We are thrilled to announce the Traditional Craft Mentorship Program, a grant-funded opportunity for early-to-mid-career artists to spend a month in Brasstown this fall, learning from master artisans. This creative means to safely offer programs follows the difficult decision to cancel all previously scheduled 2020 programs and events. Through this new endeavor, made possible by rethinking an unexpected change to our standard programming, we have found a way to invite small groups of emerging artists to focused sessions that will enhance their interests, knowledge, and skills in traditional Appalachian craft, music, and dance.Read More
The Traditional Craft Mentorship Program is a grant-funded opportunity for early-to-mid-career artists to spend a month in Brasstown this fall, learning from master artisans. Through this new endeavor, made possible by rethinking an unexpected change to our standard programming, we have found a way to invite small groups of emerging artists to focused sessions that will enhance their interests, knowledge, and skills in traditional Appalachian craft, music, and dance. The deadline to apply for the Traditional Craft Mentorship Program is August 28, 2020.
Immerse yourself in heritage oak basketry. Learn from the skilled hands of a husband/wife team as you split out an oak tree to create a basket. Then follow the guidance of a Tennessee Governor’s Folk Life Award winner to refine techniques of splitting and scraping to create a quintessential Appalachian egg basket. Finish your session with a revered Cherokee native known for her white oak basketry. All classes require strong hands and stamina.
Traditional Split-oak Basketry
Mary Ann and Bill Smith
September 27–October 10 (2-week class)
Canon County Style White Oak Egg Basket
Cherokee Split-oak Market Basket
Spend a month exploring the history and varied music and dance traditions unique to Appalachia. Learn about the importance of music and dance in the Folk School model. Immerse yourself in the history of African American music in Appalachia and its traditional tunes and styles. Study the history of old-time music through the banjo and dive deep into Appalachian traditions of music, dance, and song. Best for multi-instrumentalists who are interested in expanding their repertoire and developing their career skills.
Traditional Song and Dance and the Folk School Model
Annie Fain Barralon
September 27–October 3
African American and Appalachian Musical Connections
Clawhammer Banjo – Then and Now
Playing, Dancing, and Singing Appalachian Style
Weaving has a strong history in Appalachia. Spend four weeks learning some of that history, starting with weaving as craft and trade in settlement schools. Continue with a focus on weaving structures that were found in many homes throughout the region. Create a tapestry inspired by a beloved Folk School weaver, and finish with rag rugs and runners. Weavers who can independently warp their looms and who want to explore Appalachian weaving will come away with knowledge of techniques and traditions.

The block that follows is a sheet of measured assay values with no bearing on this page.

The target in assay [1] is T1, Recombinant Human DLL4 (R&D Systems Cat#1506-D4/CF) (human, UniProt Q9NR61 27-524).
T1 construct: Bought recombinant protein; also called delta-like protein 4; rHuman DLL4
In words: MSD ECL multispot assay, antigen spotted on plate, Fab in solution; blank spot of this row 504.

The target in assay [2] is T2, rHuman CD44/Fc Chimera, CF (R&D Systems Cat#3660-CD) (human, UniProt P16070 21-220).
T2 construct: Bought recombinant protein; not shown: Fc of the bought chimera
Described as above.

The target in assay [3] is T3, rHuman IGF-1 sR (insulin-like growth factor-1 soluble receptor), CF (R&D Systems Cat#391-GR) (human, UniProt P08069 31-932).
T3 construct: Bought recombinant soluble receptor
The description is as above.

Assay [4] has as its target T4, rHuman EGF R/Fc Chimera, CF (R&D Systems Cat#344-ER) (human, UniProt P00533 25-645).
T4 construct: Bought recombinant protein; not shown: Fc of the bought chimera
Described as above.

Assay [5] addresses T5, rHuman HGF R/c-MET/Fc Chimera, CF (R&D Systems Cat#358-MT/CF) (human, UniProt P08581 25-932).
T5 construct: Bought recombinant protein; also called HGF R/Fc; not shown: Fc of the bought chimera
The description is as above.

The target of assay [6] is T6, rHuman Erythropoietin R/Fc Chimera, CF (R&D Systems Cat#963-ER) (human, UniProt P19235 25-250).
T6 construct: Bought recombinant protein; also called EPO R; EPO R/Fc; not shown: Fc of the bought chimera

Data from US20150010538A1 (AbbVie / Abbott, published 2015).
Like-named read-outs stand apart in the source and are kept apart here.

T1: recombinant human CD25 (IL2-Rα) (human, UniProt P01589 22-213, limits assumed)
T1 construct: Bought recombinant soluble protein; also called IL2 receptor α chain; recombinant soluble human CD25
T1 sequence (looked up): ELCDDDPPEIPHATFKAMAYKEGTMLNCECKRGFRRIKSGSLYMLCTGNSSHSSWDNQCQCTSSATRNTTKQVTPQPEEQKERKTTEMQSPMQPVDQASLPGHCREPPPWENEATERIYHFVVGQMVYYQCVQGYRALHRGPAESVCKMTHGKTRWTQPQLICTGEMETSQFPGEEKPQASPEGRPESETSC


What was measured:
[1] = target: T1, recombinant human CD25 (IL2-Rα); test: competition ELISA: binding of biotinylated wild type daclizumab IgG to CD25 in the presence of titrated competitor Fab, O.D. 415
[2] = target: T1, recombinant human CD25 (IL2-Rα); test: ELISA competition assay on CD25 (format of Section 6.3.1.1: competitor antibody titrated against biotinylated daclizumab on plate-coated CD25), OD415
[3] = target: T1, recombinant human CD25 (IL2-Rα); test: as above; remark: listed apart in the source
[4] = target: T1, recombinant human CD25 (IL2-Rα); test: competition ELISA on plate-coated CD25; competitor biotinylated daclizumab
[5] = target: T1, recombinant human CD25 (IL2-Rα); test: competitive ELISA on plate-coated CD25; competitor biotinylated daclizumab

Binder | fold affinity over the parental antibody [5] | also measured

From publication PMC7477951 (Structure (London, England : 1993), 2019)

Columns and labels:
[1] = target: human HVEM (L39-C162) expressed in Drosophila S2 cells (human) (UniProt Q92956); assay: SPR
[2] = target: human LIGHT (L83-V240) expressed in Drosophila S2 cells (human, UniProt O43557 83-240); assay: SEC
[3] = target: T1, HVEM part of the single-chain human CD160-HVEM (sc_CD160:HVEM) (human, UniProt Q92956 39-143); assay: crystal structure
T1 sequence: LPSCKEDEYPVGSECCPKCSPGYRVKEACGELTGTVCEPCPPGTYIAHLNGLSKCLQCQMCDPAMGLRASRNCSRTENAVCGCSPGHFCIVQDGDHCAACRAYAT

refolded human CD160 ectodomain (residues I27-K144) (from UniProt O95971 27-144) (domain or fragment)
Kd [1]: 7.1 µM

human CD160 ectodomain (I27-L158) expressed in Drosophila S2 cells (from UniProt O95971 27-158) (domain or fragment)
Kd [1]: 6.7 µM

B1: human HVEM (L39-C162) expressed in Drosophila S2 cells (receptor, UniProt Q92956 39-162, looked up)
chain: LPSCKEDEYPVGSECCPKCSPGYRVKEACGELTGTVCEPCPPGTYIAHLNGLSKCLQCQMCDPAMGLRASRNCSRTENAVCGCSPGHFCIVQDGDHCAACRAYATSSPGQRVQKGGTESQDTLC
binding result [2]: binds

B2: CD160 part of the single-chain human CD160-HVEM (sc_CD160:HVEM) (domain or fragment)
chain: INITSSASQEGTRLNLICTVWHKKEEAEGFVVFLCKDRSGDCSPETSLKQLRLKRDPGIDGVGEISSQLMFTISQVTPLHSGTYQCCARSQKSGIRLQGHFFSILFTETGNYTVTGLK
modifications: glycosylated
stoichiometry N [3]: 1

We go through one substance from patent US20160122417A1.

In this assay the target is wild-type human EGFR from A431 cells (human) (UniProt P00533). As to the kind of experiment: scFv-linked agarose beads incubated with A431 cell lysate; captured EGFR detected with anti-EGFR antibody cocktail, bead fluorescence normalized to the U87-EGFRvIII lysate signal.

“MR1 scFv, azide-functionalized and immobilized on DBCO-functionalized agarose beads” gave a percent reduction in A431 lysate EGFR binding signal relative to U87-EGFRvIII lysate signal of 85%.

Weavings of the Settlement Schools
September 27–October 3
Appalachian Textile Treasures: Overshot Patterning
Tapestry: The Weaving Style of Alice Tipton
Appalachian Rag Rugs
Take your blacksmithing abilities to the next level in a month of forging with master smiths. Spend two weeks honing your skills as you craft traditional Appalachian tools. Build on rekindled knowledge and new practices to create a project that reflects your individual ability and style. Finish with a week spent making a piece that showcases technique and serves a practical purpose. Apprentices should have foundational blacksmithing skills and physical stamina for lifting and long periods of standing.
October 25–November 7 (2-week class)
Traditional Ironwork and Tools of Appalachia
Incorporating Tradition – Old Processes/New Projects
Forge an Axe or Tomahawk
The chairmaking mentorship offers extensive instruction to an emerging craftsperson. This program takes advantage of 2-week classes to thoroughly explain the processes and techniques used to become a professional woodworker. Windsor and Appalachian ladderback chairs will be explored in-depth, with spoon carving adding another glimpse into tools and finishes. Students will learn these steps under the guidance of gifted instructors, then continue building their craft and develop the skills needed to further their career as a master.
October 25–November 7 (2-week class)
Windsor Chair: Skills, Tools, and Techniques
November 8–21 (2-week class)
Make your own cloth! Explore or improve historic and adaptable skills and practices associated with the coloring of fleece/fiber and the manufacturing of yarn and cloths. Experienced fiber and textile artists will enjoy sessions on natural dyeing, spinning, and weaving.
October 25–November 2 (7-day class)
November 3–11 (7-day class)
Spindle and Wheel: A Complete Spinning Shop
November 12–21 (8-day class)
Weave a Wool Blanket
Beth Ross Johnson
All Photos Courtesy of the Artists, or from the Folk School Archives.
Our Top Priority: Health and Safety
As we prepare for 2021 programs, the health and safety of our students, instructors, staff, and community is our top priority. We recognize COVID-19 will likely continue to be a public health concern in 2021, and there is much more to learn about it in the coming months. Read detailed information on safety measures and what you can expect to find at the school on our blog, or on page 9 of the eCatalog.
The Folk School Cookbook
Author Nanette Davidson meticulously collected, curated, and adapted over 200 delicious recipes for The Folk School Cookbook. These include some of the most memorable recipes served family-style in the school’s Dining Hall and at seasonal celebrations over the decades. Bring the Folk School’s culinary traditions into your own kitchen and order your copy today!